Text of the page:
McDonald’s has had an inauspicious start to 2015. After a year of declining sales, lower-than-usual profits, and reports of french-fry shortages in Venezuela and Japan, CEO Don Thompson left the company on March 1, making way for Steve Easterbrook, former chief brand officer. The change in leadership occurs at a time when the industry at large is seeing the rise of “fast casual” chains like Chipotle, Panera, Five Guys, and Shake Shack. For the moment, at least, McDonald’s seems to have lost some of its luster.
There is, however, at least one reason not to write off the company. “Let’s remember why people buy McDonald’s,” says Gad Allon, a professor of managerial economics and decision sciences at the Kellogg School. “More than anything else,” he says, “people buy McDonald’s for the consistency. It’s not as fast as the others&mdmdash;Wendy’s, for example, is faster. And it’s not as cheap as all of its competitors. But it’s amazingly consistent.”
Maintaining this consistency on a global scale requires standardized operations, which is why each franchise has to follow specific guidelines on everything from sourcing potatoes to freezing patties. “McDonald’s is a supply-chain company more than anything else,” Allon says. “The previous CEO used to say that when he visited any location, he could tell how successful they would be by examining one of their french fries—for color, for texture, for how it breaks. The slogan was always: ‘we keep our eyes on the fries.’”
Occasionally, this commitment to consistency can lead to temporary issues. When McDonald’s ran out of fries in Venezuela, for example, it was because the company insisted on importing them rather than using local potatoes, and Venezuela’s import laws are uniquely troublesome. As Allon sees it, this was an isolated case; overall, McDonald’s does not have an operations problem. “It’s a firm that does extremely well in their ability to execute,” he says.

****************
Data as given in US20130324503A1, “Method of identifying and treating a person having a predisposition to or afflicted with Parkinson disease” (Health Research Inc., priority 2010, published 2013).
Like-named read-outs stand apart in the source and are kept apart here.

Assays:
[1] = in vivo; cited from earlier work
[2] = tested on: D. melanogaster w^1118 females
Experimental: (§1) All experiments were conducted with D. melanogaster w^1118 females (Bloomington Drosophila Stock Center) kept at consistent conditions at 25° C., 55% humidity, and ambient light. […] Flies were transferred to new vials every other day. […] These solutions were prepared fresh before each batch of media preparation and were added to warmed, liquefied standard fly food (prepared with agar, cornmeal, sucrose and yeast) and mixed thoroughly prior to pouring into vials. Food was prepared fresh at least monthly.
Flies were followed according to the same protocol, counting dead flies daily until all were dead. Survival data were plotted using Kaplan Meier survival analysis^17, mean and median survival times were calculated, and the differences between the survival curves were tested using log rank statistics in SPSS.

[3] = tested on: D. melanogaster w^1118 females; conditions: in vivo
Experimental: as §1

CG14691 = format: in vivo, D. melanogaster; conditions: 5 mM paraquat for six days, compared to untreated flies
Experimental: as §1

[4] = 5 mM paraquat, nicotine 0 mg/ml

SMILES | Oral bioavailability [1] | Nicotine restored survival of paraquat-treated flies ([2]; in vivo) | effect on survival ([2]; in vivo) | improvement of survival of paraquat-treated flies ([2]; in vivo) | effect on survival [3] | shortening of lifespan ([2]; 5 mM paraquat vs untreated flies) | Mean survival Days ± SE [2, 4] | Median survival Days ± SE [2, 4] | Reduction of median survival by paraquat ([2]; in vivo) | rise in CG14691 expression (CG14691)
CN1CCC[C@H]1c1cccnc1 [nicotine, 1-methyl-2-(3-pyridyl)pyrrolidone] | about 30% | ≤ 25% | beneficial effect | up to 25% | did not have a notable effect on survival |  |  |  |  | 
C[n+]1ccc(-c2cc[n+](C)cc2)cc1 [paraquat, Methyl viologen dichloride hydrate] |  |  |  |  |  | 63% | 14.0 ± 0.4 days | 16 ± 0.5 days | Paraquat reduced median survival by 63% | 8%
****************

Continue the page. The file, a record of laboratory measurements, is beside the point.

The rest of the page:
It does, however, face competition from higher-end burger chains like Five Guys and, more recently, Shake Shack, whose shares doubled in their first day of trading back in January, leaving the company worth an estimated $1.6 billion despite having only 63 locations. Its global presence includes restaurants in Moscow, Dubai, and Istanbul, and burger aficionados say the taste speaks for itself. But how effectively the business can scale is still an open question.
“Shake Shack has done extremely well,” Allon says. “But they cannot be as consistent if they go for higher quality, and it’s not a scalable model to the level McDonald’s is. When it comes to quality, price, and consistency, there is always going to be a trade-off. One of the main issues it has is speed. They have a new store located in an airport, and the delay this week was 11 minutes. This is clearly unacceptable for this kind of service.”
As Allon sees it, fast casual companies are ultimately more like service establishments, in the sense that they rely on employees as much as operations. This poses a challenge to the companies’ global ambitions. Shake Shack may have a youthful following and an effective social-media strategy, but that is no guarantee that it can maintain quality and speed everywhere it goes.
In recent years, McDonald’s has taken steps to address the consumer trends that led to the rise of fast-casual restaurants in the first place. It has experimented with snack-wraps, salads, cappuccinos, and made-to-order burgers, all of which have strained its supply chain in one way or another. And yet, as Allon points out, these are not fundamental changes to the company’s value proposition. “It’s still a minority of what they do,” he says. “They don’t offer customization at the drive-through, and drive-through accounts for at least two-thirds of their sales. Yes, they have salads, but the salads are only there for the one person in a group who doesn’t want to have a burger. It’s still primarily a burger company.”
Despite the leadership change, Allon does not expect a major shift in operations—the supply chain is already well established. It seems more likely, he says, that McDonald’s will focus on promoting its brand both domestically and internationally—a task the new CEO should be uniquely qualified to handle. During this year’s Super Bowl, for example, McDonald’s announced a “Pay with Lovin’” promotion, which offered free food to customers in exchange for “an act of lovin.’” For some, this was symbolic of McDonald’s struggle to win back the loyalty of domestic consumers. Allon takes a broader perspective. “The best-performing store for McDonald’s last year wasn’t Times Square—it was Moscow,” he says. As long as the company continues to deliver consistent quality on a global scale, it is hard to imagine McDonald’s being pushed out of the market.
Gad Allon will be hosting a Massive Open Online Course on growth and scaling that begins March 20.